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Saturday, 18 August 2012

Author in the chair - Vivian Mayne.

The Curse of Fin Milton
by
Vivian Mayne


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Set in modern day London and Cornwall, England, this enchanting ghost story follows the quest of a young man who carries a curse that condemns him to a life without the woman he cares for most in the world. His quest to lift the curse threatens the lives of all those he cares for.


The couple first meet as children, but were predestined to suffer a supernatural romance as a consequence of a curse cast in days gone by.

Aided by a beautiful and dangerous ally who herself has mystic gifts he has to ward off paranormal forces as he seeks to unshackle the restraints of the curse. The two lovers are constantly at the mercy of a ruthless family whose interests would be threatened if the the curse were lifted.

 Tell us the background for The Curse of Fin Milton about?
Set in modern day London and Cornwall, England, this paranormal romance follows the quest of a young man, Fin Milton, who carries a curse that condemns him to a life without the woman he cares for most in the world unless he can lift it. Fin has supernatural abilities and has never been able to lead a normal life. Initially he is unaware that he has been living with the curse or that it would be his destiny to be torn away from his lover every ten years.

Aided by a beautiful and mystically gifted daughter of a local family with a history of criminality and violence, Fin has to ward off paranormal forces as he seeks to unshackle the restraints of the curse that keeps the two lovers apart.

What inspired you to write The Curse of Fin Milton?
I had a dream about astral planing (where your conscious mind is separated from its body) and went to a party at this grand house in Surrey and met a lovely guy (I used this in the book, albeit briefly, with the party at Eel Pie Island).

Then, I fell in love and it was like being hit by a train. It was unreciprocated, which was hard, but I had to get on with it. I began to think I was cursed because I could not explain why I felt the way I did about him, it made no sense. However, I drew from this experience and wondered to what extreme could I take this theme: what if someone was cursed to love someone they couldn’t be with? With this premise on board, the story snowballed and I started writing it from Fin’s perspective. It then became his story and it really grew legs, taking on a life of its own.

Describe what you were aiming for with The Curse of Fin Milton?
I wanted plenty of conflict to keep the reader hooked with lots of punchy dialogue, helping to establish the personalities. I wanted to create a hidden world where good people live normal lives with concealed extraordinary abilities, and where bad people with similar powers never get caught. Hence the talisman/cloak (hiding in the shadow of Etherea) and the overseers: the Sentries from Etherea – who are like the cosmic police. It then all tallied with a cold act of revenge and the design of a curse. I created family trees, which are still growing and will intersect more in Book 2.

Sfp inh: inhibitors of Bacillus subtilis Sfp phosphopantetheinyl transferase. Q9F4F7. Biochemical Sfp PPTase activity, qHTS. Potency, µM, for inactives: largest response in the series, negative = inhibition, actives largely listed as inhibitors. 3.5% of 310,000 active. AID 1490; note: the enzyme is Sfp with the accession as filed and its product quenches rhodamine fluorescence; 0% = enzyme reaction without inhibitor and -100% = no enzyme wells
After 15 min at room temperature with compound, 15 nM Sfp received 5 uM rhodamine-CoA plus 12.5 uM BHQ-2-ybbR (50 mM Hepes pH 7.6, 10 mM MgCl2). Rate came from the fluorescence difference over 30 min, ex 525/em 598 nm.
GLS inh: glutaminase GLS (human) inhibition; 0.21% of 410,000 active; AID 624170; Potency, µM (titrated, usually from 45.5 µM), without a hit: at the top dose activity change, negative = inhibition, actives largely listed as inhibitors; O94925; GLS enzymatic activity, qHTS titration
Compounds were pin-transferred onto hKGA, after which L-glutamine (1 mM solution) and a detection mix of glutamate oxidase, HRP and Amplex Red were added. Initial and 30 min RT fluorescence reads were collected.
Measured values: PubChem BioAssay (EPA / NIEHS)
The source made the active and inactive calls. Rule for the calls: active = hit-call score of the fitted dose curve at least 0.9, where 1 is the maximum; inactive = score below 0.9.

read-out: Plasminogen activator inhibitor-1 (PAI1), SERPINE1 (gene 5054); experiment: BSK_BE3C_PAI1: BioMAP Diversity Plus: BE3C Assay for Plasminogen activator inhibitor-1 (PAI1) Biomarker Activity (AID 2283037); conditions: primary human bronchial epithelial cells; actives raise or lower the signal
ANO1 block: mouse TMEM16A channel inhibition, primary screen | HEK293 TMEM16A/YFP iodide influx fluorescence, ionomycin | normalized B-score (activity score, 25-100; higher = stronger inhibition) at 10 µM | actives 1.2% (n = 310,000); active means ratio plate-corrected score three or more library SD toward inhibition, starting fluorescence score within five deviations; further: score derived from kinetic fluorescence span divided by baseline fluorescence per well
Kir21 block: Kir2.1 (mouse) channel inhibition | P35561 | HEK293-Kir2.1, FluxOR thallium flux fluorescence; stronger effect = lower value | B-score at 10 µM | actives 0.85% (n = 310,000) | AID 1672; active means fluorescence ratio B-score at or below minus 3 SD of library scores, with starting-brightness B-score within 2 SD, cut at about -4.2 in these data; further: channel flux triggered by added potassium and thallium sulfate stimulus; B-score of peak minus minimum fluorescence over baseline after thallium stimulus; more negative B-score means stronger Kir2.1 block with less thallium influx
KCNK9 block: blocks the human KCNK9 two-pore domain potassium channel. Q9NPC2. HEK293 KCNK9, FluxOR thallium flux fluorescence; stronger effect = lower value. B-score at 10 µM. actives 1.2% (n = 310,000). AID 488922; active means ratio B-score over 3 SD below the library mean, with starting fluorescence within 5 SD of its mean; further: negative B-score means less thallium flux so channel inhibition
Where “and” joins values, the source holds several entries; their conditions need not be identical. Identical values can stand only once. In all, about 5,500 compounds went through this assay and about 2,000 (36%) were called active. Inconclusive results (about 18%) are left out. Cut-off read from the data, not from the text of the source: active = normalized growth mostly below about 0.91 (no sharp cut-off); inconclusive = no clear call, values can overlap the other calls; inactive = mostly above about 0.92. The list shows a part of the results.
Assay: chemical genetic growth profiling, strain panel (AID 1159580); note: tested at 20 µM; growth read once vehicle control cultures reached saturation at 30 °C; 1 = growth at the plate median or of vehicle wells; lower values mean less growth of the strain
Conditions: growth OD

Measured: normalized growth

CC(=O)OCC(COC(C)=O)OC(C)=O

There are a lot of characters. How did you deal with all the personalities? Did you write plan for each one?
Yes, I did a lot of research on the different personalities. I have a Facebook page where it will have a list of all the characters and their attributes, relationships, powers etc. I spent over ten years working on this and it evolved. I enjoyed it so much, I had a plan for each character. I wanted to create something big so that it felt multi-dimensional, more real. I am doing the same for the sequel and there are new characters. In the print edition there are family trees. These are currently on my Facebook page. 


The book is set mainly in Cornwall. Why that part of England?
Cornwall is somewhere I always thought was paranormal, with magic and witchcraft aplenty, it is a great place to let your imagination go wild. I grew up here. I wanted to base it in here because I love it so much. I invented all the characters (none are based on anyone I know), drawing on my own personal feelings and experiences. It helped to create a fantasy cast so that I could visualise the characters, even though it was only the look I was after, not the personality, which I created myself.

What kind of music do you find inspirational while you write?
I found musical inspiration listening to James Morrison – the lyrics of Better Man & Get to You is a big influence on Fin; David Gray – Please Forgive Me; The Doors – LA Woman; Coldplay – The Scientist & Shiver; Dido – White Flag; James Blunt – High and Goodbye My Lover; Vangelis – soundtrack theme of The Bounty; to name a few.

Vivian Mayne 
Was there a character you struggled with?